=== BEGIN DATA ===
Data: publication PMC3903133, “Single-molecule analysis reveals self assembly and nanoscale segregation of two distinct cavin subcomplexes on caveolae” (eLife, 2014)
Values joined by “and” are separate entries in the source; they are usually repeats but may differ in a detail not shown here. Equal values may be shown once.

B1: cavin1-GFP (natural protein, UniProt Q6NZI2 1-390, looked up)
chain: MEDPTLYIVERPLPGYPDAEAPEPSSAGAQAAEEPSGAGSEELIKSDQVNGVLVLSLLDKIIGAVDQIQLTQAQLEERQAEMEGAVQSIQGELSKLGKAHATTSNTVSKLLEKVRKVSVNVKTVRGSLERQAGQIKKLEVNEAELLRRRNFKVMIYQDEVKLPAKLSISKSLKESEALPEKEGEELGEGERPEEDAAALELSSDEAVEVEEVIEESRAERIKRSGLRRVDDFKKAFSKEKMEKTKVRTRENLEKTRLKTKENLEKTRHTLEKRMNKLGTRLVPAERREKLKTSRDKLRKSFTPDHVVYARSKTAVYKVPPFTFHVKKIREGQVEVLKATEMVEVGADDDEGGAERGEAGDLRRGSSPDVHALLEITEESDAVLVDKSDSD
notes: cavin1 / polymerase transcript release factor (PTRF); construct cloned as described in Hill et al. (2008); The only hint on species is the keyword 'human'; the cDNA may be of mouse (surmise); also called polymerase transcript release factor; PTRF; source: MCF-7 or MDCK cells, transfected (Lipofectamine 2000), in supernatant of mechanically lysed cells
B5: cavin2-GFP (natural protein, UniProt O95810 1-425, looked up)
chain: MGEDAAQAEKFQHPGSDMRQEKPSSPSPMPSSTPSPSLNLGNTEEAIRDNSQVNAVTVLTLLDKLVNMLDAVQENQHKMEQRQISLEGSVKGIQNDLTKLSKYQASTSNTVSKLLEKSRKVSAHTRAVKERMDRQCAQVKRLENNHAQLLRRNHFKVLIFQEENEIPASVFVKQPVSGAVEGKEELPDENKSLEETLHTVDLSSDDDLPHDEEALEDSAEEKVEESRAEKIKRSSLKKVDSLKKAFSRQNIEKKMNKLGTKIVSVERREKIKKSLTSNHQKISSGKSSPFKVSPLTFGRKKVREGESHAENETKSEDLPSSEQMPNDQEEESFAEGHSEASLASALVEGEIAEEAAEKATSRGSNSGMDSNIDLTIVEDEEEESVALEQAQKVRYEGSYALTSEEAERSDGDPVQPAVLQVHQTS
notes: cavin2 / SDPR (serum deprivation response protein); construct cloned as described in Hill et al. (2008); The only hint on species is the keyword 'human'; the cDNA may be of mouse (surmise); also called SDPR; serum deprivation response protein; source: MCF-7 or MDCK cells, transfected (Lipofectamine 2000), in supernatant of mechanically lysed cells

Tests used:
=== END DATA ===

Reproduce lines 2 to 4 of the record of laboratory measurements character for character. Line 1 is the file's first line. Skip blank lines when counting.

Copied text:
Values joined by “and” are separate entries in the source; they are usually repeats but may differ in a detail not shown here. Equal values may be shown once.

B1: cavin1-GFP (natural protein, UniProt Q6NZI2 1-390, looked up)
chain: MEDPTLYIVERPLPGYPDAEAPEPSSAGAQAAEEPSGAGSEELIKSDQVNGVLVLSLLDKIIGAVDQIQLTQAQLEERQAEMEGAVQSIQGELSKLGKAHATTSNTVSKLLEKVRKVSVNVKTVRGSLERQAGQIKKLEVNEAELLRRRNFKVMIYQDEVKLPAKLSISKSLKESEALPEKEGEELGEGERPEEDAAALELSSDEAVEVEEVIEESRAERIKRSGLRRVDDFKKAFSKEKMEKTKVRTRENLEKTRLKTKENLEKTRHTLEKRMNKLGTRLVPAERREKLKTSRDKLRKSFTPDHVVYARSKTAVYKVPPFTFHVKKIREGQVEVLKATEMVEVGADDDEGGAERGEAGDLRRGSSPDVHALLEITEESDAVLVDKSDSD